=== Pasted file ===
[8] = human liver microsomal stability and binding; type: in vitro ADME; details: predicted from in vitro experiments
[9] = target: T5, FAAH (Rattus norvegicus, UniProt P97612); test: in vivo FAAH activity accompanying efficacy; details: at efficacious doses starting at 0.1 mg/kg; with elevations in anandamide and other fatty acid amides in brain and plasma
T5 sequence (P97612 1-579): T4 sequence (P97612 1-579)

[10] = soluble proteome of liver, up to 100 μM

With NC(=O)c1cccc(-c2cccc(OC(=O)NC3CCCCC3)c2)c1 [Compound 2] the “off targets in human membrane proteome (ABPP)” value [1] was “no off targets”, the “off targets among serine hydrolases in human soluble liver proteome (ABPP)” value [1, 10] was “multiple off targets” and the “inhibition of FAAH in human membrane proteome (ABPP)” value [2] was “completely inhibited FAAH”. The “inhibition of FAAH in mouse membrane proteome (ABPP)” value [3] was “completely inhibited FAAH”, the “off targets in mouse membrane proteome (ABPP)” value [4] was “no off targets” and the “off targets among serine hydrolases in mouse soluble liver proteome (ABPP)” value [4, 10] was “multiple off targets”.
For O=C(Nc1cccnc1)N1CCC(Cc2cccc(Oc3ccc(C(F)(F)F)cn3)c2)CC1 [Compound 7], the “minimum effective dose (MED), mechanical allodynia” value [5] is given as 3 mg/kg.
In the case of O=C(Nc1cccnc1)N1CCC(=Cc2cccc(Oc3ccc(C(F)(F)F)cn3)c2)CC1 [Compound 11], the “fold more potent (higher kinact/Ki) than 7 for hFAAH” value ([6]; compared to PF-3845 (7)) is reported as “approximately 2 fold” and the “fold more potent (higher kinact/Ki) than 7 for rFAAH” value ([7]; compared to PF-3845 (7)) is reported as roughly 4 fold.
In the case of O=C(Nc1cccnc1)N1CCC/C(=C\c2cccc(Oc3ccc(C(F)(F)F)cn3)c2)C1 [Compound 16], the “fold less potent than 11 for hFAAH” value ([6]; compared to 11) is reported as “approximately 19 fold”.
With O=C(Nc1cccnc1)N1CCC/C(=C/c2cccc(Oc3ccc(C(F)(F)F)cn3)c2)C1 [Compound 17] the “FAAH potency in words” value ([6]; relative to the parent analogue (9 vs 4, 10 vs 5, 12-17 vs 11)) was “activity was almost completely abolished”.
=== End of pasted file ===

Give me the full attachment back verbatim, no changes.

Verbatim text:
[8] = human liver microsomal stability and binding; type: in vitro ADME; details: predicted from in vitro experiments
[9] = target: T5, FAAH (Rattus norvegicus, UniProt P97612); test: in vivo FAAH activity accompanying efficacy; details: at efficacious doses starting at 0.1 mg/kg; with elevations in anandamide and other fatty acid amides in brain and plasma
T5 sequence (P97612 1-579): T4 sequence (P97612 1-579)

[10] = soluble proteome of liver, up to 100 μM

With NC(=O)c1cccc(-c2cccc(OC(=O)NC3CCCCC3)c2)c1 [Compound 2] the “off targets in human membrane proteome (ABPP)” value [1] was “no off targets”, the “off targets among serine hydrolases in human soluble liver proteome (ABPP)” value [1, 10] was “multiple off targets” and the “inhibition of FAAH in human membrane proteome (ABPP)” value [2] was “completely inhibited FAAH”. The “inhibition of FAAH in mouse membrane proteome (ABPP)” value [3] was “completely inhibited FAAH”, the “off targets in mouse membrane proteome (ABPP)” value [4] was “no off targets” and the “off targets among serine hydrolases in mouse soluble liver proteome (ABPP)” value [4, 10] was “multiple off targets”.
For O=C(Nc1cccnc1)N1CCC(Cc2cccc(Oc3ccc(C(F)(F)F)cn3)c2)CC1 [Compound 7], the “minimum effective dose (MED), mechanical allodynia” value [5] is given as 3 mg/kg.
In the case of O=C(Nc1cccnc1)N1CCC(=Cc2cccc(Oc3ccc(C(F)(F)F)cn3)c2)CC1 [Compound 11], the “fold more potent (higher kinact/Ki) than 7 for hFAAH” value ([6]; compared to PF-3845 (7)) is reported as “approximately 2 fold” and the “fold more potent (higher kinact/Ki) than 7 for rFAAH” value ([7]; compared to PF-3845 (7)) is reported as roughly 4 fold.
In the case of O=C(Nc1cccnc1)N1CCC/C(=C\c2cccc(Oc3ccc(C(F)(F)F)cn3)c2)C1 [Compound 16], the “fold less potent than 11 for hFAAH” value ([6]; compared to 11) is reported as “approximately 19 fold”.
With O=C(Nc1cccnc1)N1CCC/C(=C/c2cccc(Oc3ccc(C(F)(F)F)cn3)c2)C1 [Compound 17] the “FAAH potency in words” value ([6]; relative to the parent analogue (9 vs 4, 10 vs 5, 12-17 vs 11)) was “activity was almost completely abolished”.